The Air Force Scientific Advisory Board has been asked by the Secretary of the Air Force to do a quick-look study of the onboard oxygen generation system used by the F-22, the nation’s newest air superiority fighter.
The F-22 fleet has been in stand-down mode since May due to a suspected flaw in the OBOGS, although there are indications that another cause may be at work. At least 14 incidents of pilot “hypoxia-like” symptoms have been reported.
The board will also review OBOGS on the A-10, F-15E, F-16, F-35, B-1, B-2, CV-22, T-6 and other aircraft. Robins Air Force Base officials who manage the Air Force’s F-15 fleet earlier reported no problems with the Eagle. The F-15E employs a different type of OBOGS from the F-22, local expert have confirmed.
Air Force public affairs officials said a series of carefully controlled in-flight tests will examine the OBOGS components including the pressurization system, mask and cockpit oxygen levels.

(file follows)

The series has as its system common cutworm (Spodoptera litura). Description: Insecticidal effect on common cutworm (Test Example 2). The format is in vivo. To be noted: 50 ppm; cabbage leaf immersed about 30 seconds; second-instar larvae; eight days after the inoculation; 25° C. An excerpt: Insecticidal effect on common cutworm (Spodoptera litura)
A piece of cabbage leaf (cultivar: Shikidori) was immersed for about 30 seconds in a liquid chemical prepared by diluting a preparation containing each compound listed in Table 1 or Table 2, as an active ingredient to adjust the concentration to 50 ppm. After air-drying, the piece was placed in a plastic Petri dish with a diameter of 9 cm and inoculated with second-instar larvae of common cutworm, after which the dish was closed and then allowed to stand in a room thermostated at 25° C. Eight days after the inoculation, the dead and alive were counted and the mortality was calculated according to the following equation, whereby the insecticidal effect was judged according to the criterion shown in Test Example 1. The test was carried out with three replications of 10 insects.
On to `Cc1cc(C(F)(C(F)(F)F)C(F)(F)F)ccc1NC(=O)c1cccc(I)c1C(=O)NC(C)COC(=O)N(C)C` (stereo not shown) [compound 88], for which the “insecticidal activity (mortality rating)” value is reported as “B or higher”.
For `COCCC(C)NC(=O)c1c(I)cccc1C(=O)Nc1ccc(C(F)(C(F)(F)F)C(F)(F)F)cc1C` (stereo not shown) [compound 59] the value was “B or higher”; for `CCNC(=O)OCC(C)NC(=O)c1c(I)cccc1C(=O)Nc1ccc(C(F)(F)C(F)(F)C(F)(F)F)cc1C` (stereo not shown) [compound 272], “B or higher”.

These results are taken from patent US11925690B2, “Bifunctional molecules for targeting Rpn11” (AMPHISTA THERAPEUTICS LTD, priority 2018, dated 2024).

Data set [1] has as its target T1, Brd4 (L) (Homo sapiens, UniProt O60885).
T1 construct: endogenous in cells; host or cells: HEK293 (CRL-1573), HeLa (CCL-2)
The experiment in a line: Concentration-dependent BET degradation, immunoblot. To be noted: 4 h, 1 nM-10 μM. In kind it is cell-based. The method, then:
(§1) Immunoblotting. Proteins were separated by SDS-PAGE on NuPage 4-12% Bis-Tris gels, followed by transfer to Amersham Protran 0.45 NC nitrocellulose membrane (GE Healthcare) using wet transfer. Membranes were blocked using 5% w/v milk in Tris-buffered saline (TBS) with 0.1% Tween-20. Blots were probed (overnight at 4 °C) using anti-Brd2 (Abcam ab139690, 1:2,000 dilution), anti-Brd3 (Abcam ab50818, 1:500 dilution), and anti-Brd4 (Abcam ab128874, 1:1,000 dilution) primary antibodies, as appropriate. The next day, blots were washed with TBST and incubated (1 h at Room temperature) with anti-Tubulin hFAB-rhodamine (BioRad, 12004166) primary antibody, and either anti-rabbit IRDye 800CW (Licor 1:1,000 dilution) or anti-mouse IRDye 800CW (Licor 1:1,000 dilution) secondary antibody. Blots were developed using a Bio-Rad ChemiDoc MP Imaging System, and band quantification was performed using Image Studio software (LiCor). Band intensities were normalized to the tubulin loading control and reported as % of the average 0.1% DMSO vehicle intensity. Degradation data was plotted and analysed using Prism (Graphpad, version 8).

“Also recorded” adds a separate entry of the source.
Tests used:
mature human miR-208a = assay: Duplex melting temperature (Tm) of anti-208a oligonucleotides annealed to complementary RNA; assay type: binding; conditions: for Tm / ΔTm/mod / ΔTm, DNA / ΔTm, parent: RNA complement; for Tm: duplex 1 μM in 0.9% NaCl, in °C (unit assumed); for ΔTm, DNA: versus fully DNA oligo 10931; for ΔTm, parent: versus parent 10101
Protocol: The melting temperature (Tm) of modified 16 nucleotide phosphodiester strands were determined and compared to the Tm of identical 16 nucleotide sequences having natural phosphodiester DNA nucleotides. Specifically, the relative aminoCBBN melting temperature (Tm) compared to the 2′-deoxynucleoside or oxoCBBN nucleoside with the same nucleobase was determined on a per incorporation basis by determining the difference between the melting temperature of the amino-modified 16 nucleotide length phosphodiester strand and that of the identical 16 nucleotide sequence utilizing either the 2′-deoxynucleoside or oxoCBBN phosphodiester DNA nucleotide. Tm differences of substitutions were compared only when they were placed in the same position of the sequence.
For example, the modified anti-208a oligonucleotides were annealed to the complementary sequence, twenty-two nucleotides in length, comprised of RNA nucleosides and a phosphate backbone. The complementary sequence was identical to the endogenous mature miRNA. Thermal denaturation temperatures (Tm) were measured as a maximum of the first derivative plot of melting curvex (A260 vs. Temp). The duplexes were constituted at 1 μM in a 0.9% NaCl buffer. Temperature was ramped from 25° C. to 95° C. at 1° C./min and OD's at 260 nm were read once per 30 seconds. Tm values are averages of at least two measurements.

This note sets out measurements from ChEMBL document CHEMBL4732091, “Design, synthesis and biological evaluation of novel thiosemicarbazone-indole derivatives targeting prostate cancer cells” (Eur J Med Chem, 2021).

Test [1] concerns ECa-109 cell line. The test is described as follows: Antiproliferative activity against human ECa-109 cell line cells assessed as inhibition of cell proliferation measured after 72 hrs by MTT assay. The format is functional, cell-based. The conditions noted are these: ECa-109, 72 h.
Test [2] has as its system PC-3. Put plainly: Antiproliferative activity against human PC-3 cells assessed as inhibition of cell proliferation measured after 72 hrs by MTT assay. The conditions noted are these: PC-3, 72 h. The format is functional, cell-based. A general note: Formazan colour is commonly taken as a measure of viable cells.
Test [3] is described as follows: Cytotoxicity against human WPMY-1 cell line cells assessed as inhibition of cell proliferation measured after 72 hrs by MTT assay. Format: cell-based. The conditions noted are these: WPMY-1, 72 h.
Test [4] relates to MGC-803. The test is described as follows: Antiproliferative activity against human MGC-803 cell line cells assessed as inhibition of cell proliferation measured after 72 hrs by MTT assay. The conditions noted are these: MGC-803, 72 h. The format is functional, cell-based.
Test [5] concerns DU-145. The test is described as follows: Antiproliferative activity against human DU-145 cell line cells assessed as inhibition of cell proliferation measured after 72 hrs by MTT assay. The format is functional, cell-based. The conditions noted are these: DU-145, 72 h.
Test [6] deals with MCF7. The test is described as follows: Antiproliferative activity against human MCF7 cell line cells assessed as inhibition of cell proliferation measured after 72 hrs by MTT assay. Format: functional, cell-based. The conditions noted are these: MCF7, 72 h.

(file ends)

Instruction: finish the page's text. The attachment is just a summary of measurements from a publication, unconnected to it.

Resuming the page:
“The safety of our aircrews is paramount,” Air Force Chief of Safety Maj. Gen. Gregory Feest said in a Thursday Pentagon news release. “The review is a prudent step to ensure that.”
Other than the F-22, there is no plan to stand down any other system. “Air Force units will continue normal operations during the quick-look study,” officials said.
Meanwhile, investigators at Elmendorf Air Force Base, Alaska, believe they may have found the problem. Air Force Times is reporting that a harsh weather practice of starting aircraft engines inside a hangar could be the culprit. Most of the OBOGS incidents have occurred at Elmendorf.
According to the Times, investigators suspect that engine “exhaust gases are getting trapped in the building, sucked back into the engines then enter the bleed air intakes that supply the OBOGS.”
The Air Force had no immediate comment on the air intake possibility, Air Force Times indicated.